I did have a very rich fantasy life. I read far and wide. I imagined all sorts of scenarios. What drew me to them, I think, was the idea of being that close to a person, a craving for physical sensations and new experiences. They did a little for me, sexually, but never gave rise to more than mild arousal.
It has deeply affected how I experience sex now that I do have a libido. Physical stimulation’s mostly window dressing. I depend almost entirely on mental stimulation. I can and have masturbated fully clothed in public without moving an inch while others presumed me to be staring out a window, bored. I’m also far more easily attracted to fictional characters because they give rise to a deep connection almost immediately, especially if they’re the point of view character.
On the other hand, discovering demisexuality and experiencing sexual attraction to a handful of real-life people has started to affect what I wish to read and fantasise about. I no longer crave the idea of being close to people now that I can be for real, even if it’s platonically. The physical sensations seem less important and few concepts are new or stimulating anymore.
Instead, I’ve started to retrace what I could be attracted to in real life. Romantic relationships rich in emotional intimacy. Ensemble stories that explore friendships and being part of a group. Crushes in which the sexual component is small or comes later or even not at all, to see what in the range between platonic and highly sexual I’d ever be interested in.
It’s made for an interesting change in reading material. It’s also made for interesting fantasies that, were they movies, probably wouldn’t even shock a five-year-old. They arouse less, but engage my interest in far more areas at once, which suits me better.
Shhh, I am dreaming.
Of a time after we’ve restored the actual relationship to its proper place as the thing that is defined by itself, rather than by some of its probable features, sex, romance, marriage, children…
Of a place where we have no limits to how sex and sexuality works in our minds, and only enough rules to moderate our behaviour by what does not harm others…
Of a culture in which the full variety of friendships and platonic relationships, from quick and companiable to deep and lifelong has been restored and accepted and verbalised…
Of a community in which we can relate as easily to God and other people as we wish, without narrow hoops to jump and big blind spots that hide so many of us…
Of people who are alright in their relationships and can find what intimacy they wish, without restriction or misunderstanding, having the words to communicate what they wish…
I dream of opening the door to the full variety of relationships we could have, that asexuality hints at by its existence. because through asexuality we are crossing out the word “essential” before all of the features we thought intimate relationships should have and replacing it with “possible”, and adding a whole host of features we have forgotten, all of the attractions and intimacies asexuality has barely started to (re)discover and name.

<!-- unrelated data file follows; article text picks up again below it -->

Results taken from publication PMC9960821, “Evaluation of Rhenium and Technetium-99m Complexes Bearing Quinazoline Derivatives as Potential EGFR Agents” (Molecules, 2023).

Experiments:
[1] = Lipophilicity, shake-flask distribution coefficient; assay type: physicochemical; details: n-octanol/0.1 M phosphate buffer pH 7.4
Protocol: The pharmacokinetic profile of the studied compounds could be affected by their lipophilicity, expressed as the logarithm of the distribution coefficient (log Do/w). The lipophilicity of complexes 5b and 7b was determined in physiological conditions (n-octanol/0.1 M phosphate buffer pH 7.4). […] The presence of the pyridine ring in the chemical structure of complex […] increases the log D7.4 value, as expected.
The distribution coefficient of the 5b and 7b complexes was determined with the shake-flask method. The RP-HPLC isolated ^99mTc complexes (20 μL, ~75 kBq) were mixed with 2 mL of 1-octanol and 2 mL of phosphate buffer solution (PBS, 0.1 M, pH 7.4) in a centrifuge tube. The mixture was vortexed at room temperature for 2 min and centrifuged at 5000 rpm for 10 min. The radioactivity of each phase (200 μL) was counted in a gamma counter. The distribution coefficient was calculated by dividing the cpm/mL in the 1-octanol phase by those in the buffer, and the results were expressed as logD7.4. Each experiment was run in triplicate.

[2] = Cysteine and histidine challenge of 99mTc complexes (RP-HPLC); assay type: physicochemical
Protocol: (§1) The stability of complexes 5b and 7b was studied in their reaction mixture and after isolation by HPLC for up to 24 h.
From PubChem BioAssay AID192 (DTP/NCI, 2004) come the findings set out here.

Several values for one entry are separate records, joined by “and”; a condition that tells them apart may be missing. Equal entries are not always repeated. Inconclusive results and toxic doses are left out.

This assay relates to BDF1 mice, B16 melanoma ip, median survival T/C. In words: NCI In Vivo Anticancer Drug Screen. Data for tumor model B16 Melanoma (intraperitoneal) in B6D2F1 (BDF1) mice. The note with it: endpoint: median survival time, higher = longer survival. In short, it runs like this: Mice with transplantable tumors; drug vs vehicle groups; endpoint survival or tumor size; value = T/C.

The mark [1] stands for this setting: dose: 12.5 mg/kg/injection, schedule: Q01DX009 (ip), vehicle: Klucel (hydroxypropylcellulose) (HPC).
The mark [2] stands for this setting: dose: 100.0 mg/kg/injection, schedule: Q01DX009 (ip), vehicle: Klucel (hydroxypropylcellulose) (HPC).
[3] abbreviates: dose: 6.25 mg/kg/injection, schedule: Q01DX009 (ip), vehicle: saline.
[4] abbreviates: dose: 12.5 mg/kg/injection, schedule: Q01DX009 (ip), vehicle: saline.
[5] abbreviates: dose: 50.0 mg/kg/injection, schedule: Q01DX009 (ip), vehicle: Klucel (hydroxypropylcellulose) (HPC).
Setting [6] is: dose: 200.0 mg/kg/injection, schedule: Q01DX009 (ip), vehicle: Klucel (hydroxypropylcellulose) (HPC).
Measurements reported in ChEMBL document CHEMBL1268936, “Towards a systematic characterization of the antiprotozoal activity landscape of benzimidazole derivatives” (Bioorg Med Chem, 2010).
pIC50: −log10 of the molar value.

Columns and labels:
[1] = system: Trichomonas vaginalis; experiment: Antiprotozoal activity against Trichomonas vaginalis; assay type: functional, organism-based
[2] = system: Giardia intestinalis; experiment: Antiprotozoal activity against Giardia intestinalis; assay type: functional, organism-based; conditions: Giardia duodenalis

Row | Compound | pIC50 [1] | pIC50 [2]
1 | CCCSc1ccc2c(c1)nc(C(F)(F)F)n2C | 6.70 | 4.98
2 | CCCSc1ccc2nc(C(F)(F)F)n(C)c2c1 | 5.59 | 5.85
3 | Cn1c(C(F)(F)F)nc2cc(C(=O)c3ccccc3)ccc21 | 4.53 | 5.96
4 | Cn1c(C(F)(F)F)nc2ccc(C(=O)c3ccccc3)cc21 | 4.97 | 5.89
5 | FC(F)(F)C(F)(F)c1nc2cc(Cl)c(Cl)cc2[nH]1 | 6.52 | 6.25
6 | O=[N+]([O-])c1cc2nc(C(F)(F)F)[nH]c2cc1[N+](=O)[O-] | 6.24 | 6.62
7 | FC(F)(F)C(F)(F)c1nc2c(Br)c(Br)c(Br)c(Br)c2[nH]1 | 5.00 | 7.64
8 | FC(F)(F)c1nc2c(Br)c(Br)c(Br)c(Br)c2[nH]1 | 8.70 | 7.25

One philosophical point that stares me in the face is the dichotomy between body and soul or mind. Love has become the expression of the soul. Sex of the body. Asexuality says we do not wish for sex and your typical love and relationships with our bodies and minds, as one whole. We need to discuss them as one coherent entity if we are to be accepted.
Traditionally, the sexual drive is seen as lust, a drive of the flesh and therefore worse than the more superior desires of the soul or mind. In modern times, sexual desire is located in the body, the focus of research is on how body is the instrument to both give and receive whatever acts flow from attraction. It is seen as natural, because we’ve all got similar bodies, right? A lack of sexual desire is a physical dysfuntion…. right?
To be asexual is having an experience alien to humans, whether you view it from an old-fashioned or modern perspective about how sex and sexuality works.
Or so we’re told.
But if body and mind are one… if we do not receive signals from others that excite us sexually, and do not put out those signals, if we experience an absence of sexual desire or the absence of a wish to express a sexual drive or even just attraction to any specific partner, or whatever asexuality is, if all of these are seen as coming from the same source, the subject, body and soul, then can it be weird?
Then we can simply be on the asexual spectrum, body and soul, and some signs of that can be perceived through the senses, or through instruments, some expressions of that asexuality occur in our mind, conscious or subconscious, and it’s all part of the same process, no bit invalid, no bit not ours.
After all, by sheer volume, we are a pretty common variety of human beings, not a single anomaly, which means the sexual drive is not an essential feature of the human condition.
A group that advocates the need for less sex in relationships… is religious leaders. I am only acquainted with my own, so excuse the Christian bias, here.
Here’s why this isn’t helpful: they still advocate for intimate relationships outside family to include romance, marriage, children and sex, albeit after marriage. Such relationships are elevated in importance over all others. Worst case, relationships with people of other religions and friendships with other genders are actively discouraged.
Aside from the misinformation and social problems this causes, this theory is especially weird when contrasted with practice.